Mary Kate Gallagher Mary Kate Gallegher is a fifth-year senior at Ohio University who is fighting for a tobacco-free campus. She was the first student representative on the committee from the Board of Regents for a tobacco-free campus at OU. This policy would involve a ban of chewing tobacco, smoking, electronic cigarettes and hookah on campus rather than the 10 and 25 feet smoking restrictions around campus buildings OU currently enforces. Gallagher would love to hear students’ opinions on the issue and the potential policy. Twitter: #tobaccofreeOU email: firstname.lastname@example.org
Rape Culture at Ohio University story and photos by: OLIVIA HARLOW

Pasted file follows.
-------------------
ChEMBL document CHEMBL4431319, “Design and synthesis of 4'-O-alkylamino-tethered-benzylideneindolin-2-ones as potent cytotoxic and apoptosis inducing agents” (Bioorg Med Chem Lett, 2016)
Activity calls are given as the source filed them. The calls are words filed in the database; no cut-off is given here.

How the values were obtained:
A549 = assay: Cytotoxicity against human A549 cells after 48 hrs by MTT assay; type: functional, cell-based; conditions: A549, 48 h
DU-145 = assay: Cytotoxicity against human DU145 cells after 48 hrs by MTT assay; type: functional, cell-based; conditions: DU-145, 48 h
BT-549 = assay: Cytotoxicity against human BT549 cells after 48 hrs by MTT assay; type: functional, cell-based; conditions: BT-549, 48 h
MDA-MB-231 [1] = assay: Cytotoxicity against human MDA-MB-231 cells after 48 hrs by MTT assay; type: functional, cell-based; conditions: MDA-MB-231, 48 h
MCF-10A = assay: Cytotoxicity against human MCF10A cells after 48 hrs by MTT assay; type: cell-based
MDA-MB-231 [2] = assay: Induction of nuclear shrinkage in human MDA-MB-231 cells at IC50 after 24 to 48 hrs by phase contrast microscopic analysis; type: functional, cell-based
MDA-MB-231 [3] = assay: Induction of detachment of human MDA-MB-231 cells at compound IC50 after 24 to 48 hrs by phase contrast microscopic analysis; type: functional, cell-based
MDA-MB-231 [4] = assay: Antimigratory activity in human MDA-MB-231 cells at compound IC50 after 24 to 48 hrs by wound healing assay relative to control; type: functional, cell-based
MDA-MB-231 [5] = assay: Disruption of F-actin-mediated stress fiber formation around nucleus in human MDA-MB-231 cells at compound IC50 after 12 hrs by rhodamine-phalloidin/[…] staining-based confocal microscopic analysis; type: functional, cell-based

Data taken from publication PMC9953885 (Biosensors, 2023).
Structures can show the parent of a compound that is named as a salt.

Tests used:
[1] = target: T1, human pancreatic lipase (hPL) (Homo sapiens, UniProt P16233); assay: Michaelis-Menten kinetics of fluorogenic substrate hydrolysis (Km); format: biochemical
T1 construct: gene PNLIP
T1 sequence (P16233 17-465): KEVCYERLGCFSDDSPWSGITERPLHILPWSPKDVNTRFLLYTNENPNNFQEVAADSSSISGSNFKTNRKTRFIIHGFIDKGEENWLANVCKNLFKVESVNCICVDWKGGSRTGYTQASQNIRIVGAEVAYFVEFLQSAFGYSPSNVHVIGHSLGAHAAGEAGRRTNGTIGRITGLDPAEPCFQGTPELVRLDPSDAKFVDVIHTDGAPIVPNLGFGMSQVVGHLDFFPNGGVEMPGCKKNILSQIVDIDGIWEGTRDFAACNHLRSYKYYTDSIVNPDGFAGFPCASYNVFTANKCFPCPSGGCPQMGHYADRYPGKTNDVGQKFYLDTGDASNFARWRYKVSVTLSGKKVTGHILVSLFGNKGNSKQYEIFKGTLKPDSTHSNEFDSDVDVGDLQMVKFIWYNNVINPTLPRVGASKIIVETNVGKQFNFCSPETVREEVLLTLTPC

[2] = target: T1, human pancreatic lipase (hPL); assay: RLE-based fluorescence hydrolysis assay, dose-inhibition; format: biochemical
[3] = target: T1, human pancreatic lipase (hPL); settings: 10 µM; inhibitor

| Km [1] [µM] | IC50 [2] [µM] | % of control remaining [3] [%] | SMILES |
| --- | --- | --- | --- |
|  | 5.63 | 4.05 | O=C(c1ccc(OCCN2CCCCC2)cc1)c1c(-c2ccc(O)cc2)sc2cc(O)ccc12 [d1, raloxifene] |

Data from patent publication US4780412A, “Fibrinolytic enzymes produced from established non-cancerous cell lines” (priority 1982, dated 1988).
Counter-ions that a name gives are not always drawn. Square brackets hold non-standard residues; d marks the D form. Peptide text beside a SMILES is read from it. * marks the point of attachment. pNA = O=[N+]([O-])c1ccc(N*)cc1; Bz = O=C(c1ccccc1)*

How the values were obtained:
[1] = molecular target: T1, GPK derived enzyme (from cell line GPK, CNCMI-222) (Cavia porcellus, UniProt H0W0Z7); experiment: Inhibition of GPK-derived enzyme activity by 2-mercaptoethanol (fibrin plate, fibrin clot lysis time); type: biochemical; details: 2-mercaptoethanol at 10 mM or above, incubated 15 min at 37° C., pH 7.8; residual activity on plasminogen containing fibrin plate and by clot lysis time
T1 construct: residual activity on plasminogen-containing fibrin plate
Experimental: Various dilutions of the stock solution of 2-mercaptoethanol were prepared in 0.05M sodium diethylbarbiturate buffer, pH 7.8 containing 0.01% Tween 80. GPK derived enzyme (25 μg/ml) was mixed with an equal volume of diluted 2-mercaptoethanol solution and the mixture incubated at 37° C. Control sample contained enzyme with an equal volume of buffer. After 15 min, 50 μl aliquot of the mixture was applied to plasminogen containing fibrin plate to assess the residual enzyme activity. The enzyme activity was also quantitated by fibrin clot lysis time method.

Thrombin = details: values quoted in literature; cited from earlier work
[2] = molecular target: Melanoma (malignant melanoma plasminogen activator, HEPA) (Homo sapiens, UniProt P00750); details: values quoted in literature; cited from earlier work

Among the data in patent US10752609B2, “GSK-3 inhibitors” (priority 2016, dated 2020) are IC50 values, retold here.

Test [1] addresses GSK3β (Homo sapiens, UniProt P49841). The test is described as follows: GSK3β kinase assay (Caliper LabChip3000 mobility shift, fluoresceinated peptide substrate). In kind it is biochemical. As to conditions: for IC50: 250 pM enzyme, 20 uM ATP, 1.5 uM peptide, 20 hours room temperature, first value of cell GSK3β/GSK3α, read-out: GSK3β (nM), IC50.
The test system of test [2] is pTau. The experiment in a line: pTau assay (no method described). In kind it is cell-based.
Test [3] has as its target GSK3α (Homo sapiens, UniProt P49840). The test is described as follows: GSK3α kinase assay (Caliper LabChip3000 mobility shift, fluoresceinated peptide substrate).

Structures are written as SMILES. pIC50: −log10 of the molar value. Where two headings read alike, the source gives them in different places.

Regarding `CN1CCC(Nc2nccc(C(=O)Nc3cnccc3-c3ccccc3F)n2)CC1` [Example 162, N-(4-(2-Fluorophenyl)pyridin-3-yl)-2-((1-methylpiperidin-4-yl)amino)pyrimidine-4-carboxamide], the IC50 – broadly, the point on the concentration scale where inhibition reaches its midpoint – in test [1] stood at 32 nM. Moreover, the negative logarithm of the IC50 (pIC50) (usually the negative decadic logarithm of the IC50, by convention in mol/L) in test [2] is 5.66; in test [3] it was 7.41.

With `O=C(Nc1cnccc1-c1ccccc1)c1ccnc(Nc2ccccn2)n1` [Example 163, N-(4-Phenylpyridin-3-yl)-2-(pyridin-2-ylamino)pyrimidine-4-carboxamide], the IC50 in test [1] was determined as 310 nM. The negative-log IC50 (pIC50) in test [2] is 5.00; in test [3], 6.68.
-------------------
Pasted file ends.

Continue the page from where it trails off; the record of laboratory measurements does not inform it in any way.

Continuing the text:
I participated in the Fuckrapeculture protest on October 11. Being a photojournalist and a journalist duel major, I was conflicted between participating in the march versus being an unbiased journalist. I chose to do both, something that most professionals in my field would never do. While taking pictures of the rally, I was also topless and chanting “2, 4, 6, 8, stop the violence, stop the hate” at the top of my lungs. This may seem indeed unprofessional, and obviously biased. However, I couldn’t stray away from participating in something I feel so strongly for. It was a choice between reporting on an event and partaking in the event I did both. As a woman, I am more aware of subliminal and implicit sexism. Some men seem to only recognize explicitly aggressive acts against women as a problem, rather than realizing that it is the cultural frame that props up negative attitudes that allow for this increasing sexual violence. They fail to see the culture, the bigger picture. A lot of people seem to be confused as to what this bigger picture is. What I want to touch on is the rape culture that is related to rape.